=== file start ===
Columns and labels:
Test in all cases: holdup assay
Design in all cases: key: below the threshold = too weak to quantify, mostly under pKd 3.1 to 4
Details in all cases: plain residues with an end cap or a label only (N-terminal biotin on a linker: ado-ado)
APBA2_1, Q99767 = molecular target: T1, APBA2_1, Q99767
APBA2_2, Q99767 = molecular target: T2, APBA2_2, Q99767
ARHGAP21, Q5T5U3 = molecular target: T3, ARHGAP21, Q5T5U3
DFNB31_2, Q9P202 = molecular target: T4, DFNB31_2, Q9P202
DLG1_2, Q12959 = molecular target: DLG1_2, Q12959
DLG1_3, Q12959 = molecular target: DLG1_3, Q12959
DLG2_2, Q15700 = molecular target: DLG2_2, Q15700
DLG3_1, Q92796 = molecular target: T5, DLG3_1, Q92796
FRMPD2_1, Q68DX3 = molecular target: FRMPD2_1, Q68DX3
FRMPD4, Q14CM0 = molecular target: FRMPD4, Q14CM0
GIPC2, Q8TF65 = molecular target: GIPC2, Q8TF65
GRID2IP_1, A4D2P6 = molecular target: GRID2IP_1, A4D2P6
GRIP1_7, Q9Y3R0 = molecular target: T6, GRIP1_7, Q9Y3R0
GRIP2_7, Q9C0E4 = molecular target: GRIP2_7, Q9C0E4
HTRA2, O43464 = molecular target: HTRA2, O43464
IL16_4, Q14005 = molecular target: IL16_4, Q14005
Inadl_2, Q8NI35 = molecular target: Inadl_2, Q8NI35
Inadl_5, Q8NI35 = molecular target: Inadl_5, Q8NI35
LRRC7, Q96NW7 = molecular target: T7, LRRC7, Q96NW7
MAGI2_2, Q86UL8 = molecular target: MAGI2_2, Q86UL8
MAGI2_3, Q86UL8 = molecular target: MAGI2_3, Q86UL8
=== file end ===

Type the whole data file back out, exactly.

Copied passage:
Columns and labels:
Test in all cases: holdup assay
Design in all cases: key: below the threshold = too weak to quantify, mostly under pKd 3.1 to 4
Details in all cases: plain residues with an end cap or a label only (N-terminal biotin on a linker: ado-ado)
APBA2_1, Q99767 = molecular target: T1, APBA2_1, Q99767
APBA2_2, Q99767 = molecular target: T2, APBA2_2, Q99767
ARHGAP21, Q5T5U3 = molecular target: T3, ARHGAP21, Q5T5U3
DFNB31_2, Q9P202 = molecular target: T4, DFNB31_2, Q9P202
DLG1_2, Q12959 = molecular target: DLG1_2, Q12959
DLG1_3, Q12959 = molecular target: DLG1_3, Q12959
DLG2_2, Q15700 = molecular target: DLG2_2, Q15700
DLG3_1, Q92796 = molecular target: T5, DLG3_1, Q92796
FRMPD2_1, Q68DX3 = molecular target: FRMPD2_1, Q68DX3
FRMPD4, Q14CM0 = molecular target: FRMPD4, Q14CM0
GIPC2, Q8TF65 = molecular target: GIPC2, Q8TF65
GRID2IP_1, A4D2P6 = molecular target: GRID2IP_1, A4D2P6
GRIP1_7, Q9Y3R0 = molecular target: T6, GRIP1_7, Q9Y3R0
GRIP2_7, Q9C0E4 = molecular target: GRIP2_7, Q9C0E4
HTRA2, O43464 = molecular target: HTRA2, O43464
IL16_4, Q14005 = molecular target: IL16_4, Q14005
Inadl_2, Q8NI35 = molecular target: Inadl_2, Q8NI35
Inadl_5, Q8NI35 = molecular target: Inadl_5, Q8NI35
LRRC7, Q96NW7 = molecular target: T7, LRRC7, Q96NW7
MAGI2_2, Q86UL8 = molecular target: MAGI2_2, Q86UL8
MAGI2_3, Q86UL8 = molecular target: MAGI2_3, Q86UL8